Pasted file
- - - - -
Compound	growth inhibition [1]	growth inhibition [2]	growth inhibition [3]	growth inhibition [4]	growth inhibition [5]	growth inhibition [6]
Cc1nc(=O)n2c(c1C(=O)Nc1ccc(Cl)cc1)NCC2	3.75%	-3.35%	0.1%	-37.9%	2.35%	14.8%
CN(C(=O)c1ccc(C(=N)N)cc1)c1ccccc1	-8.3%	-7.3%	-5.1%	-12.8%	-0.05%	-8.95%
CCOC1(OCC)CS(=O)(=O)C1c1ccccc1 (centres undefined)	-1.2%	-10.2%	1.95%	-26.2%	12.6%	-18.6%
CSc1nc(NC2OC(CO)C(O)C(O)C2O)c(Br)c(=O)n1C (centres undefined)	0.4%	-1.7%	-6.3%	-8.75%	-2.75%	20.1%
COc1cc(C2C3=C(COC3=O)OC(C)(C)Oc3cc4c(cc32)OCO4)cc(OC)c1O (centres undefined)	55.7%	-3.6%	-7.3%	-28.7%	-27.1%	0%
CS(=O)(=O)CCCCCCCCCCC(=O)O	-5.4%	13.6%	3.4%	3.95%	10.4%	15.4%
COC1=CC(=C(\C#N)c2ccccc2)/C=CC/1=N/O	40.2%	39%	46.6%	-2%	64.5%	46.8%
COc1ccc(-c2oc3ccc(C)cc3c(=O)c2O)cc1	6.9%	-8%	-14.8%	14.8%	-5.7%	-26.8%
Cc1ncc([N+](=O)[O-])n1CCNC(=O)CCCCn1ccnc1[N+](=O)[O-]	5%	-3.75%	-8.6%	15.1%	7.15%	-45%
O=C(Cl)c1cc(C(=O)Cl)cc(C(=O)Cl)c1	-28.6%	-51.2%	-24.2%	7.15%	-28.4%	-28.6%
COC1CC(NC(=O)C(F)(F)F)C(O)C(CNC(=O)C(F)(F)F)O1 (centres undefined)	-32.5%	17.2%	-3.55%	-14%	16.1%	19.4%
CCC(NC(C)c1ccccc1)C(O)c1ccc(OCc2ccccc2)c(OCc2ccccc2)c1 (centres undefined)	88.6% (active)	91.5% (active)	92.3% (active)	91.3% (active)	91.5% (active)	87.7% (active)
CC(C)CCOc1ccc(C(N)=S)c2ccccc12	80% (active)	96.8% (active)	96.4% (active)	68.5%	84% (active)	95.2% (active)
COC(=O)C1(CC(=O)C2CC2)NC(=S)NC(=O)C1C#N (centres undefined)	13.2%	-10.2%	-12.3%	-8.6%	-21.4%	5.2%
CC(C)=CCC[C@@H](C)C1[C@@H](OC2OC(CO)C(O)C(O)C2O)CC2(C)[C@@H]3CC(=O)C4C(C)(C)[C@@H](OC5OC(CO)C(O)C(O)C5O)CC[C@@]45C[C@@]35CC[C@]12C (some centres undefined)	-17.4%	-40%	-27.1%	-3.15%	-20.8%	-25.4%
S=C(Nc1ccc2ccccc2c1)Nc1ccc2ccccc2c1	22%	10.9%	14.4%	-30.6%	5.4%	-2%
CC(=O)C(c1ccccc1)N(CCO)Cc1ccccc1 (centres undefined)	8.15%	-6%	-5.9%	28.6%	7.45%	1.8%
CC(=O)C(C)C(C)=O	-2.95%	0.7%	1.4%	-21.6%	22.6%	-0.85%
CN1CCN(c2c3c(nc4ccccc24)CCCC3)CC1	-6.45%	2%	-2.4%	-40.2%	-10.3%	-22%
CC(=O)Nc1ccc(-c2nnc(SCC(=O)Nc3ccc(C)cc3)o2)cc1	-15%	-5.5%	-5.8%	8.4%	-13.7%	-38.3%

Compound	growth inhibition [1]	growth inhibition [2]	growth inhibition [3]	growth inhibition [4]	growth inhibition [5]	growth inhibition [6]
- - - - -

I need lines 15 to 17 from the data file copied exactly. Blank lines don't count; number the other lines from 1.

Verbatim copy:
COC(=O)C1(CC(=O)C2CC2)NC(=S)NC(=O)C1C#N (centres undefined)	13.2%	-10.2%	-12.3%	-8.6%	-21.4%	5.2%
CC(C)=CCC[C@@H](C)C1[C@@H](OC2OC(CO)C(O)C(O)C2O)CC2(C)[C@@H]3CC(=O)C4C(C)(C)[C@@H](OC5OC(CO)C(O)C(O)C5O)CC[C@@]45C[C@@]35CC[C@]12C (some centres undefined)	-17.4%	-40%	-27.1%	-3.15%	-20.8%	-25.4%
S=C(Nc1ccc2ccccc2c1)Nc1ccc2ccccc2c1	22%	10.9%	14.4%	-30.6%	5.4%	-2%